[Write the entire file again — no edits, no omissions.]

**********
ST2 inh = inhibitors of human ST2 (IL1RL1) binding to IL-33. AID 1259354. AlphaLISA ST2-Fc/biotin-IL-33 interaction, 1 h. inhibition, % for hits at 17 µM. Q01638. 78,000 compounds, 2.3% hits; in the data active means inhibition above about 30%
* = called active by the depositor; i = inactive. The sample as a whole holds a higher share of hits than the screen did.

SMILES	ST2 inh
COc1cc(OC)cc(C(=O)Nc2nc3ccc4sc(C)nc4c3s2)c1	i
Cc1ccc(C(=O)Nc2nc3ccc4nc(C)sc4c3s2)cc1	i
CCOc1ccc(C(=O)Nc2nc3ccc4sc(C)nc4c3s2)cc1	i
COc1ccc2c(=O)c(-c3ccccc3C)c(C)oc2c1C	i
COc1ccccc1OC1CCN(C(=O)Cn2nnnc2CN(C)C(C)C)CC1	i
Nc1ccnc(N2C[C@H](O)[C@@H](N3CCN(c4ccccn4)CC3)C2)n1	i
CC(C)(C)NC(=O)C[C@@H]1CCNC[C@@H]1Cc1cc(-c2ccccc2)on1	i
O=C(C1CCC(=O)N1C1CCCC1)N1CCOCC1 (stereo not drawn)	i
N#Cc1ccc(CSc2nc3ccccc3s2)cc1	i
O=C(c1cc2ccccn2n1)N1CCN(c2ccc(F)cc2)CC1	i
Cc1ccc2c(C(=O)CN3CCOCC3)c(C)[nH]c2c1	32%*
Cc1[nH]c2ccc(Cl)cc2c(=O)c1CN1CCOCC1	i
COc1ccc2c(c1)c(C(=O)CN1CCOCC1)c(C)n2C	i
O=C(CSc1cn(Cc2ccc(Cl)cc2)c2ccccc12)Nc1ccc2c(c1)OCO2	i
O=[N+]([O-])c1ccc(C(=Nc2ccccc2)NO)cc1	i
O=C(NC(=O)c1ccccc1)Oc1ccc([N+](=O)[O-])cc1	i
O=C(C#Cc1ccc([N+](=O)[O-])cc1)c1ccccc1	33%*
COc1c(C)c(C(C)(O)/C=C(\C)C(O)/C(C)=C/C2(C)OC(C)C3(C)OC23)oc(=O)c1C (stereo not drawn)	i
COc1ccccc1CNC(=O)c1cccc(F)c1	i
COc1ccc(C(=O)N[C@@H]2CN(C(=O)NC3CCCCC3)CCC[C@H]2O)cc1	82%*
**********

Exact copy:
ST2 inh = inhibitors of human ST2 (IL1RL1) binding to IL-33. AID 1259354. AlphaLISA ST2-Fc/biotin-IL-33 interaction, 1 h. inhibition, % for hits at 17 µM. Q01638. 78,000 compounds, 2.3% hits; in the data active means inhibition above about 30%
* = called active by the depositor; i = inactive. The sample as a whole holds a higher share of hits than the screen did.

SMILES	ST2 inh
COc1cc(OC)cc(C(=O)Nc2nc3ccc4sc(C)nc4c3s2)c1	i
Cc1ccc(C(=O)Nc2nc3ccc4nc(C)sc4c3s2)cc1	i
CCOc1ccc(C(=O)Nc2nc3ccc4sc(C)nc4c3s2)cc1	i
COc1ccc2c(=O)c(-c3ccccc3C)c(C)oc2c1C	i
COc1ccccc1OC1CCN(C(=O)Cn2nnnc2CN(C)C(C)C)CC1	i
Nc1ccnc(N2C[C@H](O)[C@@H](N3CCN(c4ccccn4)CC3)C2)n1	i
CC(C)(C)NC(=O)C[C@@H]1CCNC[C@@H]1Cc1cc(-c2ccccc2)on1	i
O=C(C1CCC(=O)N1C1CCCC1)N1CCOCC1 (stereo not drawn)	i
N#Cc1ccc(CSc2nc3ccccc3s2)cc1	i
O=C(c1cc2ccccn2n1)N1CCN(c2ccc(F)cc2)CC1	i
Cc1ccc2c(C(=O)CN3CCOCC3)c(C)[nH]c2c1	32%*
Cc1[nH]c2ccc(Cl)cc2c(=O)c1CN1CCOCC1	i
COc1ccc2c(c1)c(C(=O)CN1CCOCC1)c(C)n2C	i
O=C(CSc1cn(Cc2ccc(Cl)cc2)c2ccccc12)Nc1ccc2c(c1)OCO2	i
O=[N+]([O-])c1ccc(C(=Nc2ccccc2)NO)cc1	i
O=C(NC(=O)c1ccccc1)Oc1ccc([N+](=O)[O-])cc1	i
O=C(C#Cc1ccc([N+](=O)[O-])cc1)c1ccccc1	33%*
COc1c(C)c(C(C)(O)/C=C(\C)C(O)/C(C)=C/C2(C)OC(C)C3(C)OC23)oc(=O)c1C (stereo not drawn)	i
COc1ccccc1CNC(=O)c1cccc(F)c1	i
COc1ccc(C(=O)N[C@@H]2CN(C(=O)NC3CCCCC3)CCC[C@H]2O)cc1	82%*